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Ten years after the Kyrill hurricane in Sumava: Nature knows how to handle herself

Ten years after the Kyrill hurricane in Sumava: Nature knows how to handle herself On the night of 18 to 19 January 2007. Europe swept by hurricane Kyrill. In Sumava forests uprooted or broke about a million cubic meters of wood. In the subsequent six years after Kyrill Administration of the Šumava National Park recorded 2.6 million cubic meters of dead bark beetle trees, about half of which were mined and the other half retained on site zetlení. Hurricane was also an opportunity to begin to return mostly spruce forests of fir, cranes, maples and beeches.

"We have time to enjoy peace after warding off the bark beetle gradation of the late 90s and we thought that we had nothing worse than waiting," says Director of the Sumava NP Paul Skinny. "But when you fight the bark beetle and actually does nothing before forming larger or smaller clearings and open so-called stand walls. This means that the revealing trees that never grown on sunlit place, and therefore have a short crown and long trunks, which are a delicacy for the storm, "he continues Skinny. And just such growths which additionally located at higher altitudes and were about a hundred years old, I could not resist

Kyrill

. Hurricane refuted trees in areas such Polom, the throne, the Black Lake and the mountains, above the source of the Vltava or near Meridian.

"In the forest, which was the late '90s left by bark beetles, Kyrill caused virtually no windfalls. So even leaving the forest nature may eventually lead to the fact that future gales disprove fewer trees, "Paul says Lean." Great gale passed through Šumava always refuted and ancient trees in the forests. "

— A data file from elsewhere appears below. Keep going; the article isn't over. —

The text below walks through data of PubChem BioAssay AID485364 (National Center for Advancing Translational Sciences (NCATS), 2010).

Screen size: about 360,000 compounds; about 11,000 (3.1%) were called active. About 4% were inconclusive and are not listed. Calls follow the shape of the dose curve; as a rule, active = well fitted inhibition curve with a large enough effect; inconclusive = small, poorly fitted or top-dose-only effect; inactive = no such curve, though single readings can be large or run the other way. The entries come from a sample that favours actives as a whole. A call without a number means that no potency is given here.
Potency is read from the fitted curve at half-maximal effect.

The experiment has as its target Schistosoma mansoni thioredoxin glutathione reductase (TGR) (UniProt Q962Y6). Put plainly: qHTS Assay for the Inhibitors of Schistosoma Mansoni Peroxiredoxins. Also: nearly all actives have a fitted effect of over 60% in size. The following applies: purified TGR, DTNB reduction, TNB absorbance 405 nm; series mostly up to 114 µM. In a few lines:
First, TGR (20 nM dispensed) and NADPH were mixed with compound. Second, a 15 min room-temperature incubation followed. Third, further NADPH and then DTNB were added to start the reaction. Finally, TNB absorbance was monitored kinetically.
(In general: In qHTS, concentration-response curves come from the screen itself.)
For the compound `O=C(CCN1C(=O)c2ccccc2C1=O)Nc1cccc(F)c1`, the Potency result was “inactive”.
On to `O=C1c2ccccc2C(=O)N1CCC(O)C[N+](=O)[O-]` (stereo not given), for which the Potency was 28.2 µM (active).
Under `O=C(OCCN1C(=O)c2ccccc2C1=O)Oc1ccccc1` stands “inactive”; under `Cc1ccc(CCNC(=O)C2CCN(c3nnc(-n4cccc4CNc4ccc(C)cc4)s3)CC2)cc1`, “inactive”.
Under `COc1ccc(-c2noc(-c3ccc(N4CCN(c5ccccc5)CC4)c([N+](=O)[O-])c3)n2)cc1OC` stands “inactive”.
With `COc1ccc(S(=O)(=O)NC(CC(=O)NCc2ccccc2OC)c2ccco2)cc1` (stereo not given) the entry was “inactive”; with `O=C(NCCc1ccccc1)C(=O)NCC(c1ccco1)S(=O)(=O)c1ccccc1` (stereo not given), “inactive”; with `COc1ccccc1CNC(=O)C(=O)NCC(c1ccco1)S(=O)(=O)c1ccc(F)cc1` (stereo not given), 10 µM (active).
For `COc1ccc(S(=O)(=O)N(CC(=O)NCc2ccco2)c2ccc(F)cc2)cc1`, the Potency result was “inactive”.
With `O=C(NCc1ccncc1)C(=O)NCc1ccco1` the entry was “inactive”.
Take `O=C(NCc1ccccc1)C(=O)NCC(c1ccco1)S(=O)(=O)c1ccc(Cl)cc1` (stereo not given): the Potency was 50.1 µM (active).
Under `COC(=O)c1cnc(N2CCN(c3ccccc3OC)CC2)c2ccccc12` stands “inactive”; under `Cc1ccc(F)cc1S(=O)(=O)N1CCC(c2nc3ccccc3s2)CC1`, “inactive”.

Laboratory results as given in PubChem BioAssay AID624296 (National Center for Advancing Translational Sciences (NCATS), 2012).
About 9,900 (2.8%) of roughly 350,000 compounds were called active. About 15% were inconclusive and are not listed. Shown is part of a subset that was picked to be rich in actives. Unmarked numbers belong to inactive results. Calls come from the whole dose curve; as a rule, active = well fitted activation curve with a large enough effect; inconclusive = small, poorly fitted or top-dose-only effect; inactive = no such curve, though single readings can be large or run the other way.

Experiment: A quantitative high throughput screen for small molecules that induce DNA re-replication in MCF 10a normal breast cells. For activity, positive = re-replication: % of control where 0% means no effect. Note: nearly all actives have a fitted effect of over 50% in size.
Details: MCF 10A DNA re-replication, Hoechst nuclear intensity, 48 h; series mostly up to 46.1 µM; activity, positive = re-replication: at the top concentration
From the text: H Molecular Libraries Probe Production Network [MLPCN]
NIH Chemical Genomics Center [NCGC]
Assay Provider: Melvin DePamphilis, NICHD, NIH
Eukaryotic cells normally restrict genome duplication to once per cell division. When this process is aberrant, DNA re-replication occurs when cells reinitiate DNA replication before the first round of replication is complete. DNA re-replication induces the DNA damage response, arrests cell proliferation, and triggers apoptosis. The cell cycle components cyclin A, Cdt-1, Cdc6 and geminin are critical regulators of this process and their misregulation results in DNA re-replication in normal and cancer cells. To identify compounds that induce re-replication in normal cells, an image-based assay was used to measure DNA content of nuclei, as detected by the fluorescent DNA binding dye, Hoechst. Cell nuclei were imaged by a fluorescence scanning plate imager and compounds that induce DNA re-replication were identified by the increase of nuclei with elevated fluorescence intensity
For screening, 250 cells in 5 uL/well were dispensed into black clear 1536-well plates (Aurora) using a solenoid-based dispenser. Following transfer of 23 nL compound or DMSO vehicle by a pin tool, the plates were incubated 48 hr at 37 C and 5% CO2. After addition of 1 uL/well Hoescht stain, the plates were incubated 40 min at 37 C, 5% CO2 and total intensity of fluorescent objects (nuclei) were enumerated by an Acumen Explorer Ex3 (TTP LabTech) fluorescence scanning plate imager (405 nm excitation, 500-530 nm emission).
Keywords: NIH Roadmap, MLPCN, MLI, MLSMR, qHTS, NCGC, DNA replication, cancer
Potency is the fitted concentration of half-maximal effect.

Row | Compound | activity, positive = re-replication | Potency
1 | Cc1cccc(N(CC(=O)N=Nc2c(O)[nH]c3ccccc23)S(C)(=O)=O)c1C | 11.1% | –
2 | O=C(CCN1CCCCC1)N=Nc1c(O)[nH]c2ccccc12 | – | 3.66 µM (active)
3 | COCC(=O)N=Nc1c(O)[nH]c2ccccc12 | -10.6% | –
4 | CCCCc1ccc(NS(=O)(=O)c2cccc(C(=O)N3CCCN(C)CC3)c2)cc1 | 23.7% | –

In the subsequent six years after Kyrill Administration of the Šumava National Park recorded 2.6 million cubic meters of dead bark beetle trees, about half of which were mined and the other half retained on site zetlení. "Leaving a territory without intervention, together with the processing of some areas and leaving only the bark-stripping all the mass timber on the station, there was a significant enrichment of the territory the decaying dead wood," says the deputy director of the Šumava National Park Conservation old Martin.

"The subsequent investigation and scientific studies have shown that dead, rotting wood and its structure significantly affects many protected and endangered species and must be an integral part of a healthy forest, which has to perform functions other than just economic gain," says Martin Old.

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As informs Sumava National Park, where the mined areas, most areas of afforestation. They were planted and still are planted trees that enrich the prevailing raid spruce in places where it could occur, for example, fir, cranes, maples and beeches. But there are places that are not allowed to afforestation and watched as it evolves.

"After these ten years, we can confidently assert that natural regeneration nezásahových in both territories and on mined areas where we nezalesňovali represents an average of 6,000 trees per hectare after. Mostly it is again a spruce, roughly 75 percent, followed by the crane, beech and fir, "says director Paul Lean.

It is certain that more hurricanes and possible windbreaks in Sumava we again expect. For example, between 1977-2007 were recorded in Šumava about 20 times the wind speed exceeding hurricane force. Strong winds and windbreaks are therefore in Sumava commonplace, and sooner or later turn causes windbreaks in the forests of Šumava National Park. According to the deputy the editor for forest ecosystems depends Jan Kozel range of future windbreaks on many factors such as seasons, the condition of the soil - whether it is waterlogged, dry or frozen. It also depends on the printed representation of forest at a certain stage, age and the like.

"In any case it is not necessary windbreaks caused by natural forces, such as storms, icing, etc., regarded as a tragedy. Nature already proved many times, most recently just after Kyrill, that such disturbance may actually benefit by giving the chance to live a different animal and plant species. Les disappear, because the forest is locally still only make room for a new generation. Only a man would have more respect for the laws of nature and be patient, "concludes
Paul Lean.


Source:

Ekolist.cz



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